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Concert Review by Nick Morgan
 

JIM WHITE - Bush Hall, London Thursday November 4th - by giga-deluxe guest writer Nick Morgan

Jim White walks onto the small stage beneath the Versailles-styled plasterwork of London’s Bush Hall, dressed in baggy jeans, an uncomfortable brown jumper and a Du-Pont branded baseball cap (could he have worked for Seagrams in the good old days ?) and announces that he lives in a peripheral world. Then, only a few bars into creating his first song of the evening his Byzantine complex of cables and effects pedals falls over – failed, ironically, by a Duracell Battery. Lesson number one of the evening. Never trust the everlasting pink drumming bunny.
Jim’s world is a sepia coloured road movie, driving past the blank billboards of an endless highway that leads to the darker corners of the American psyche; girls, lay-preachers, perverts, lonely motel rooms, railroad-tracks, Jesus, child-abusers, girls, lonely motel rooms, angels, murderers, God, gas-stations, girls (from Brownsville Texas), motor-homes, lonely motel rooms, angels, girls, God, Jesus … Get the picture ?

 
  Make no mistake, Jim is a lovely guy. Honestly. He loves his daughter (I’m sure that’s her in the passport photo taped to his Telecaster – yes, another Telecaster artiste!); one of his prettiest songs, which he sings tonight, is ‘Bluebird’ (from the must-have album of the year – Drill me a hole in that substrate …), about the pain of missing her when he’s in …, well you guessed it, a lonely motel room. And he thanks us sincerely for being there – because gigs help pay for her education – and we all know he means it. So how can he take us to those dark places?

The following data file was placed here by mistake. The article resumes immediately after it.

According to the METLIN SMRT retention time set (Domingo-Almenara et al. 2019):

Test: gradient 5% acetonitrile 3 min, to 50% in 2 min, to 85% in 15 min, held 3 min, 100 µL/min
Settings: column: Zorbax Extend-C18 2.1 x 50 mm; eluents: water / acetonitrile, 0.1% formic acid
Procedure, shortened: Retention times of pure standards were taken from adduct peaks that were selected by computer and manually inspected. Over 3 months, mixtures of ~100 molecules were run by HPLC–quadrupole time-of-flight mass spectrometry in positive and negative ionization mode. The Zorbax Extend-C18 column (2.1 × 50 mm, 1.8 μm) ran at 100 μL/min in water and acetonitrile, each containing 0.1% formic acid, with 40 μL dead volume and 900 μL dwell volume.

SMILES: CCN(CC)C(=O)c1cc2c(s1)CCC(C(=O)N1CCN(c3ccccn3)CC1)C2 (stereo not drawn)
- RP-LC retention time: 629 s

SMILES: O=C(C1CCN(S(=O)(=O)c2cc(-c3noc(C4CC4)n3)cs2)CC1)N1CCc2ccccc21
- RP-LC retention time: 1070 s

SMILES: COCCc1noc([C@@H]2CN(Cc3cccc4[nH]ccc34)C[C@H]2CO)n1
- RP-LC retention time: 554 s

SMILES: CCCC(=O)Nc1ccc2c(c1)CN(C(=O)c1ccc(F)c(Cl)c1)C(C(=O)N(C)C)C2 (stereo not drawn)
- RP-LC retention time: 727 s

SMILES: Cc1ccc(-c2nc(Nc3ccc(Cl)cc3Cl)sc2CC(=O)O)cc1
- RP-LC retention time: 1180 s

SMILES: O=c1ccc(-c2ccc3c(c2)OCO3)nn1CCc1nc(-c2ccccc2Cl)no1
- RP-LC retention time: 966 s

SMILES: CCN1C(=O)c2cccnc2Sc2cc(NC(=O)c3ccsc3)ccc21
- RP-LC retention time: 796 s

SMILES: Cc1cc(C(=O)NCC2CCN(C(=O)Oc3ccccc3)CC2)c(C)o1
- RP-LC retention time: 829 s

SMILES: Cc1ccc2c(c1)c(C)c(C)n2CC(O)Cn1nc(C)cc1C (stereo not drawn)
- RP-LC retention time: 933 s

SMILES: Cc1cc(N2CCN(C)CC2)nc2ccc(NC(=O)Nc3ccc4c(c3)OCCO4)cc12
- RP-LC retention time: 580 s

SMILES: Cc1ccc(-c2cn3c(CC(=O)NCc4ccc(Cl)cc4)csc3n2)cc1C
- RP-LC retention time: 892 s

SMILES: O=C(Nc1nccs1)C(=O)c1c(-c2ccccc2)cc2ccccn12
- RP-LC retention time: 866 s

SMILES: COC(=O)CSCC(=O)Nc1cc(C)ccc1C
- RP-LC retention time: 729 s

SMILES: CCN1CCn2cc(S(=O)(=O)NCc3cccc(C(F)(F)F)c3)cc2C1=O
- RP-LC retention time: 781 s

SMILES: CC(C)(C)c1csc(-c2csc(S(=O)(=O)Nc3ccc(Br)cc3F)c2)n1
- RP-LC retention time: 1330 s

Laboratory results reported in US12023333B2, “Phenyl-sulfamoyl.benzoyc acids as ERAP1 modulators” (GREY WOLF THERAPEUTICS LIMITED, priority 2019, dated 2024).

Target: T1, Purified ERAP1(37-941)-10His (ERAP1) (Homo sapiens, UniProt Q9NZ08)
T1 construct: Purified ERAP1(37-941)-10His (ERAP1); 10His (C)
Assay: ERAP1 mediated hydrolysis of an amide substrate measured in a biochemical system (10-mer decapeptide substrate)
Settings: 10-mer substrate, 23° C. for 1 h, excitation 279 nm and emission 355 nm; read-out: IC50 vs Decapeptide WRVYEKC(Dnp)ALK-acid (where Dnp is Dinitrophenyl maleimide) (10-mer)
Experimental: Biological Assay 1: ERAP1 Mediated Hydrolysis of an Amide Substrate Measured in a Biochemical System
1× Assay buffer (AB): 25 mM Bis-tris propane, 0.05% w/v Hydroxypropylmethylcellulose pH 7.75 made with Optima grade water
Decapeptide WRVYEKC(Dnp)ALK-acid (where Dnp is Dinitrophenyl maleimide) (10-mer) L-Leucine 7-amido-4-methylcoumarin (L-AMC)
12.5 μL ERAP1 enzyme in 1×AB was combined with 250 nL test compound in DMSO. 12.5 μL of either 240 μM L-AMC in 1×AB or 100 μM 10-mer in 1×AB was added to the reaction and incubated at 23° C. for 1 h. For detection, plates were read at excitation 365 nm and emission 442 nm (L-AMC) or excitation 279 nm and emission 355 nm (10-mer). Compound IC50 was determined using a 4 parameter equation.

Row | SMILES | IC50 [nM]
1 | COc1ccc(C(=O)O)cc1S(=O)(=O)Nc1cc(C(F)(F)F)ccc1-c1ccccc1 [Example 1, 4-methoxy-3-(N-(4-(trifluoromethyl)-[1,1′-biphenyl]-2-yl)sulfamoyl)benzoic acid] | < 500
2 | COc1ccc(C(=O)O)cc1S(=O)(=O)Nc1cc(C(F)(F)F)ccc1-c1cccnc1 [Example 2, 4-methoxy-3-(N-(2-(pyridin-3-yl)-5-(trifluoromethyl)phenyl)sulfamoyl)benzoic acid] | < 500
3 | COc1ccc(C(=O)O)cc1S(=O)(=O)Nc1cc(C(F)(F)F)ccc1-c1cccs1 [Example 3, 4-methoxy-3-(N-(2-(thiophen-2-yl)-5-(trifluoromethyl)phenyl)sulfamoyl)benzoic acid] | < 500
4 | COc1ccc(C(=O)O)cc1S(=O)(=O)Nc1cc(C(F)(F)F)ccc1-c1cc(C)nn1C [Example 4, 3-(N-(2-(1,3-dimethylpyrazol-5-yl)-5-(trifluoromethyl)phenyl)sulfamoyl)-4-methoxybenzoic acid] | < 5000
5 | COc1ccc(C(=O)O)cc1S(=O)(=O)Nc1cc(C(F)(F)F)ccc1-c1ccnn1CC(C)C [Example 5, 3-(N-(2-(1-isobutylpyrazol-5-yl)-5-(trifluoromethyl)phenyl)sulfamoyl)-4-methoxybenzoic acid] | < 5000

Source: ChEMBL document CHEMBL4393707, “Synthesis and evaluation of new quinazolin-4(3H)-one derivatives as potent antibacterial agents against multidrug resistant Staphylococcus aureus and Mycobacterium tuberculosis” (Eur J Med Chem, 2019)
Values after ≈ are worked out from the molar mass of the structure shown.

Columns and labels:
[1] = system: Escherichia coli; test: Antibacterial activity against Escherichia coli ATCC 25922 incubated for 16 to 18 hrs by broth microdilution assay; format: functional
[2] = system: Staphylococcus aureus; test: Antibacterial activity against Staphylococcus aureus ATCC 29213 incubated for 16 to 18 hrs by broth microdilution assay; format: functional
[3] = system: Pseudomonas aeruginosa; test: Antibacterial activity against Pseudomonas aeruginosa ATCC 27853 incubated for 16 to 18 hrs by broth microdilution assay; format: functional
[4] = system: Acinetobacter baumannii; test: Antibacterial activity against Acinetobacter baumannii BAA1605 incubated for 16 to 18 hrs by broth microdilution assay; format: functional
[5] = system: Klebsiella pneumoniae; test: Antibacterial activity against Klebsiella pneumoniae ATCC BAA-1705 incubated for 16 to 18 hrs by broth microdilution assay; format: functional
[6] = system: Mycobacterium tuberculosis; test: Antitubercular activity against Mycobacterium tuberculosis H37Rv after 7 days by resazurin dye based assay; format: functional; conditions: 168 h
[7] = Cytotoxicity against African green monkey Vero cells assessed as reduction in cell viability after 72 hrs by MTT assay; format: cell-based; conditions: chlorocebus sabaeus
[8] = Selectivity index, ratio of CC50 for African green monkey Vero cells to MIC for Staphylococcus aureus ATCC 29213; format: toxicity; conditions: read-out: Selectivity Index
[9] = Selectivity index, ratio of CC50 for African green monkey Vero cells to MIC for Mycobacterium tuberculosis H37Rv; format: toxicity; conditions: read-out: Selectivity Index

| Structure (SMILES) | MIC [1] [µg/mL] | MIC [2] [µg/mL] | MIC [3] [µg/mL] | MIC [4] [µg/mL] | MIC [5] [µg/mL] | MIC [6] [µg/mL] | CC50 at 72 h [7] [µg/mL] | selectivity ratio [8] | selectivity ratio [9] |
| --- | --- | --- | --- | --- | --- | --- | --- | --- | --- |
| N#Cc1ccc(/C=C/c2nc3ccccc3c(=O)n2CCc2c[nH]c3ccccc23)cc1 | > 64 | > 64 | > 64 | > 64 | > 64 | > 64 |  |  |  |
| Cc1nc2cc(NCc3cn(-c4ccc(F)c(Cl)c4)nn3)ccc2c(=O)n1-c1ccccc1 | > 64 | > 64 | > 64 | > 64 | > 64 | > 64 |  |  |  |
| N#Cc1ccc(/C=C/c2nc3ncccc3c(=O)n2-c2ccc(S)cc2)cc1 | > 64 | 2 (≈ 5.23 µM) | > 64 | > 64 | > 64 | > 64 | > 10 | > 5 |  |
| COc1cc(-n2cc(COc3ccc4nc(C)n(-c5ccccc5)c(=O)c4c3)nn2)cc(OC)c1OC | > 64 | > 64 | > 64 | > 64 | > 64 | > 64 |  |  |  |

A new song, performed with astonishing accomplishment (I’ll get on to that later) is ‘Take me away’ – a mentally ill (or is he?) man’s cry as he runs towards the overpowering lights of an oncoming train (on a railroad, needless to say) – or is he running to that stranger on the other side of the track, who must be …. (don’t be lazy- you should be able to guess by now). Either way- it’s a messy ending.
But don’t be fooled by all this southern white-boy zeitgeist baloney and the hardly deserved banal alt.country tag that Jim often gets. He skilfully paints a musical vista just as dense and enticing as his lyrical landscape. A few months earlier in London he played with a four piece backing band an almost studio-perfect set, largely of Drill me a hole … Tonight he’s solo, and he rocks, rolls, raps and grooves through thirteen songs, laying down voice, keyboard and guitar loops (nothing pre-recorded) over which he picks the Telecaster and his lovely banjo-style electric.  

‘Take me away’ – it deserves to be mentioned twice – is a virtuoso performance, as is ‘A perfect day for chasing Tornadoes’ (a song, he tells us in a surfing reminiscence, about walking towards your fear, not away from it), ‘Alabama Chrome’ and ‘If Jesus drove a motor home’. And we’re with him in that (lonely motel?) room where (we were told) he spent twenty years playing songs that no-one wanted to hear – except us.
So Jim ends the gig, as he did last time, by simply raising the lights and sitting on the edge of the stage to talk to his (hugely diverse) audience. He doesn’t do encores. In June he played the encore halfway through the set – ‘just to get rid of it’. And Kate shakes his hand and hands him a note, with Serge’s website address on it – “Have a look Jim, there’ll be a review there”. “I’ll look just as soon as I can” he drawls.
So as you read this, Jim just might be somewhere out there on the lonely super-highway of life, reading this review as he eats a few waffles at the wheel of his recreational vehicle, his best little girl by his side … - Nick Morgan (photos by Kate)



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